Hello, I took the Content Area Assessment English Language Arts (test code 021). Not sure if this is the exam you are wondering about, but I can answer your questions in reference to this exam. I was not an English major either, have a BA in history and women's studies and an MA (in a couple months) in history. I actually did not study for this exam before the day before I took it. On the day before, I reviewed the study questions that Pearson has on their site (this is a great study tool as it shows a question from each section) and then bought the practice test. I then worked off of this test to see what I needed to concentrate most fully on in reviewing. This seemed to work for me, I got a 243 on the exam. Most of the test, probably 80% is reading comprehension-main idea, which is an example of an opinion, what does this political cartoon say-and then 10% vocabulary (poem structure, definitions, etc), and the remaining 10% teaching strategies. [This was just my experience with it.] My advice is to buy the study guide for whatever test you want to take and base your decision on whether or not to take the test on how the practice test goes as the practice test for the English Language Arts was extremely similar to the real thing. If you are confident in your reading comprehension, you should be confident in your ability to pass this test. Hopefully this was helpful to you!
     
  7. madamewells

    madamewells New Member

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    Feb 17, 2017

    That helps a lot. I am good with reading comprehension, I was under the impression that it was terminology and things. I will get the practice test set and see how I do. How long ago did you take it?
     
  8. IndyLeo

    IndyLeo New Member

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    Feb 17, 2017

    Great, I am glad that helped! I took it February 3rd. If you have experience teaching, you will do fine. I am still studying and working on pedagogy stuff, so those questions were complex for me but will be easy for you. Please feel free to contact me again once you start studying! Really I think you are in great shape!
     
  9. madamewells

    madamewells New Member

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    Feb 17, 2017

    I have read so many bad things about these tests and so many people not being able to pass them. It has stressed me out a little, but who knows... I may be OK.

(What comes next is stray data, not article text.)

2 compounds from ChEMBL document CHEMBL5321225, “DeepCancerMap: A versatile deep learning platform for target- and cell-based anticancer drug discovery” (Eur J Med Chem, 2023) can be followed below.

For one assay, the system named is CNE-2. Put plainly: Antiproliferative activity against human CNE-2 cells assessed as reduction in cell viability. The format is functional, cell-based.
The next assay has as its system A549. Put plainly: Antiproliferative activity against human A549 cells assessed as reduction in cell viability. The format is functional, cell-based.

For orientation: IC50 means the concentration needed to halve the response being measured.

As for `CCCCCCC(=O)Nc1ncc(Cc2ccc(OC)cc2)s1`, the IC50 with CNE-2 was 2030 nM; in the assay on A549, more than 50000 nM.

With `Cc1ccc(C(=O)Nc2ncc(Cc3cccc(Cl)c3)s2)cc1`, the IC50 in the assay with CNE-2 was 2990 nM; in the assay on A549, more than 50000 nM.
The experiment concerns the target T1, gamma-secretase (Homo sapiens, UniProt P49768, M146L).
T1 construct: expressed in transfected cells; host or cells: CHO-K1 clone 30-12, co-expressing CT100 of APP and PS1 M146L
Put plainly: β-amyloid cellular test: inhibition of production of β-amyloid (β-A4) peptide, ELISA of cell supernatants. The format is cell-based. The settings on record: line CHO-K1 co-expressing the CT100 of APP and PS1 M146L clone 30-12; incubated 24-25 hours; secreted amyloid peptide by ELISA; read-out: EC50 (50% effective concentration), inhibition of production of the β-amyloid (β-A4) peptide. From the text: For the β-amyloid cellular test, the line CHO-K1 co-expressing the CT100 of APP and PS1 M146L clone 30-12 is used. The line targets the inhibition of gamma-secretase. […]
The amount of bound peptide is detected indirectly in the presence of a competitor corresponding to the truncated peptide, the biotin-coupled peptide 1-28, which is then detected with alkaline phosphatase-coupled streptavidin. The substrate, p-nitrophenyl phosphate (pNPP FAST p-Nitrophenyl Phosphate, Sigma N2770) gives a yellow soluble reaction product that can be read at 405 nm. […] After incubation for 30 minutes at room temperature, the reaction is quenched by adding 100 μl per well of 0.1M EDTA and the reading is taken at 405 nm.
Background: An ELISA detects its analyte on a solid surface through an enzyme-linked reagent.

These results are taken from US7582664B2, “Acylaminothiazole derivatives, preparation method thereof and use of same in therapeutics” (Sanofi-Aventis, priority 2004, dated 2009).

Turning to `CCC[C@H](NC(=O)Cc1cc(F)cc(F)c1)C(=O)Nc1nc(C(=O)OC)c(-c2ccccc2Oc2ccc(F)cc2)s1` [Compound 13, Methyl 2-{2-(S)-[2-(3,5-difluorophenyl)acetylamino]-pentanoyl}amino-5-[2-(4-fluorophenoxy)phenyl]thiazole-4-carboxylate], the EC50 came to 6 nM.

10. IndyLeo

    IndyLeo New Member

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    Feb 17, 2017

    I was in the same boat until I basically just ripped the band-aid off and took the exams to see for myself. Prepare the best that you can and then see how it goes. Have confidence! It sounds like you are in a good place. Sending good thoughts your way!
     
  11. Erinn Musgrove

    Erinn Musgrove Rookie

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    Feb 20, 2017

    Hi there! I am a first grade teacher in Indianapolis Indiana. I am currently on an emergency permit while I'm trying to pass these Pearson elementary tests. My last test to pass is the social studies section. I was wondering if anyone had any advice, study materials, questions or answers they remember. Anything will be greatly appreciated
     
  12. Erinn Musgrove

    Erinn Musgrove Rookie

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    Feb 20, 2017

    Do you have
    st
    if you have any material for the social studies part, I would really appreciate it
     
  13. Erinn Musgrove

    Erinn Musgrove Rookie

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    Feb 20, 2017

    If you have any study materials for the social studies part I would appreciate it
     
  14. Erinn Musgrove

    Erinn Musgrove Rookie

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    Feb 20, 2017

    I know this was from a while ago but did you ever find good social studies content study stuff
     
  15. lphinkle

    lphinkle Rookie

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    Feb 21, 2017

    Has anyone used the 240tutoring study guides/test??
    Just wondering if it would be worth paying for. I just want to get these dang tests over with so I can start applying.
     
  16. ceb79

    ceb79 New Member

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    Feb 22, 2017

    Indiana Life Science License Exam
    Has anyone purchased the MoMetrix study material, is it worth it? or the Indiana Secrets Test Prep Material?

    Any other helpful study tools?
     
  17. Michelle T

    Michelle T Rookie

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    Feb 22, 2017

    I did use 240. It was somewhat helpful. I used them to pass the Social Studies and did pass on the first time, but they were not helpful on Science or Math. The best thing I have ever used is Barron's books- anything by them. Look in your public library so you don't have to pay.
     
  18. Michelle T

    Michelle T Rookie

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    Feb 22, 2017

    Hi,
    Social Studies- use anything by Barron's. Also, I checked out books by Joy Hakim. She has a great Social Studies/ American History curriculum that helps you review. Last, check out advance picture books. They do a great job of helping you understand and remember the different parts of history.
     
  19. Michelle T

    Michelle T Rookie

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    Feb 22, 2017

    Did you see my answers?
     
  20. Erinn Musgrove

    Erinn Musgrove Rookie

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    Feb 23, 2017

    Do you have any notes for the Social Studies Part?